“Galavant” Review

By: Anna Merezhko, April 7, 2017

I recently stumbled upon a hidden gem on Netflix called “Galavant.” It was very well-reviewed on Rotten Tomatoes. Within seconds of the pilot, I knew that I was embarking on a journey that was very very different than what I was accustomed to.

To my horror, the pilot started out with 13th century villagers bursting into song. My first impression was that this was going to be a corny musical (are there any other kind?) and I was right. This could have been an epic fail of a show had it not been so brilliantly written. The writers created a beautiful concoction of witty humor and catchy songs and dropped it into the least expected time period- the Middle Ages.

It starts with a story about a brave and valiant knight named Galavant who was in love with Madalena. They had an epic love until King Richard “asked her for her hand… well, more like a demand…well, more like had his henchman snatch her.” Throughout the catchy introductory song, we learn that Galavant goes to save Madalena out of this forced marriage only to learn upon his arrival that Madalena did not want to be saved. When Galavant professed his undying love, she turned him down because she preferred the promise of living in luxury alongside a king.

Galavant, broken-hearted, became the town drunkard. A year later, a princess came to him seeking his help to save her kingdom only to find Galavant out of shape and unemployed. Galavant was completely uninterested until the mention of Prince Richard. The princess insinuated that Madalena regretted her marriage to King Richard. Full of hope, Galavant goes on a quest to help the princess and rescue his ex.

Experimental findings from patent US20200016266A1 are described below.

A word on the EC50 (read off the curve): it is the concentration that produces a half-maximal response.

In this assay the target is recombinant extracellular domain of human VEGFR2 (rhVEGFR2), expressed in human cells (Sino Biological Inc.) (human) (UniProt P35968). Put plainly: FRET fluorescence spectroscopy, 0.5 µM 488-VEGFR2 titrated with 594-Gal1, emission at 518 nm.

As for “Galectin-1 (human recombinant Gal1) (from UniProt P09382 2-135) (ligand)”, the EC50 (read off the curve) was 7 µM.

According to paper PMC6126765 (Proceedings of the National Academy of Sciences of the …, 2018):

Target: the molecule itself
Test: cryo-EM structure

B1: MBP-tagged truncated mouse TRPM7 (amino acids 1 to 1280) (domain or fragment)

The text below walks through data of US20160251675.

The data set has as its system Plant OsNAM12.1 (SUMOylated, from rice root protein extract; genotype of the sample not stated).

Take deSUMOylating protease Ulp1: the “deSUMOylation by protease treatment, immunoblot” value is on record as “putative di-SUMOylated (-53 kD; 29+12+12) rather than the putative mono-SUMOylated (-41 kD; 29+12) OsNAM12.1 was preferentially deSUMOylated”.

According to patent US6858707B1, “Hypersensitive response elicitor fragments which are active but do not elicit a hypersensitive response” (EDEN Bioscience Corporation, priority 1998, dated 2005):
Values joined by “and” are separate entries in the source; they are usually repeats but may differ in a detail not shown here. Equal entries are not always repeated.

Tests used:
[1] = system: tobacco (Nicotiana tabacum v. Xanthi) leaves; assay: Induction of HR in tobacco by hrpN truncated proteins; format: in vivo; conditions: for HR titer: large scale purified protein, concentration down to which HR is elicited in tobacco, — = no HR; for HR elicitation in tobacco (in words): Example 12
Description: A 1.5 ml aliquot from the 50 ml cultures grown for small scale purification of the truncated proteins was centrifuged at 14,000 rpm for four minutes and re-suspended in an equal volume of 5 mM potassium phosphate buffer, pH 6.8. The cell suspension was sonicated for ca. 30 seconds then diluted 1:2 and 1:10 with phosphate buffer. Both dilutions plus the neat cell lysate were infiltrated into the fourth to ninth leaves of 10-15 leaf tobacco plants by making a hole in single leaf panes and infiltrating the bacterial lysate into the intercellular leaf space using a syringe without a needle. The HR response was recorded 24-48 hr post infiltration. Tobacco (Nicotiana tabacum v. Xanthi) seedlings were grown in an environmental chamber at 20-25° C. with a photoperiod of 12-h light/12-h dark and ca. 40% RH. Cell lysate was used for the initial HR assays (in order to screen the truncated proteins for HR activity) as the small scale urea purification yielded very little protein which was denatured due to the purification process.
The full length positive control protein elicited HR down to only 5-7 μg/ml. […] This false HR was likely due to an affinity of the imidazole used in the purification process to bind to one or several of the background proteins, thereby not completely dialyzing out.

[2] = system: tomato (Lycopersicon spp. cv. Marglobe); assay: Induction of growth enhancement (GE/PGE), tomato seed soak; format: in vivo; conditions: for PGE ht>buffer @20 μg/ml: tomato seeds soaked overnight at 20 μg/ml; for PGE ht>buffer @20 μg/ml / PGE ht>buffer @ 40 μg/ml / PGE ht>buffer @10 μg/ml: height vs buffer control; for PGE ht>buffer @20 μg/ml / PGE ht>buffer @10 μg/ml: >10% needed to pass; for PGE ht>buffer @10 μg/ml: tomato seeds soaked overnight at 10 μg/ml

In the midst of that, we are familiarized with the other characters- the push-over king (King Richard), the cold, psychopathic queen (Madalena), the squire who is humorously ignored (Sidney), the sweet (but traitorous) princess (Isabella), and other eccentric characters.

The thing that makes this show is the songs. The song writers, Alan Menken and Glenn Slater, brilliantly mix humor into catchy songs that simply cannot go unmemorized. Ironic, sarcastic, and filled with sexual puns, the 20-minute episodes are hilarious from start to finish. I don’t know whether to be disappointed or thrilled they’re so short. They don’t feel dragged out and their jokes don’t feel overused. Unfortunately the first season only has eight episodes. The second season has 10 and is more brilliant than the first.

The essence of the show is visible in the episode names. My favorite is the first episode of the second season: “A New Season aka Suck It Cancellation Bear.” Throughout that season there was a lot of instances where the show “broke the fourth wall”- brilliantly, I might add. They mentioned ratings, plot lines, and not reusing songs. They even kind of dissed on other shows (like “The Bachelorette.”) All in all, I don’t remember the last time I laughed so hard.

 

 

One thought on ““Galavant” Review

  1. I just finished the second season and I couldn’t agree more. I’m baffled that shows like Friends and Everybody Loves Raymond get years and years of mind-numbing mediocrity, yet brilliant shows like Galavant are canned just as they hit their stride.

    Like

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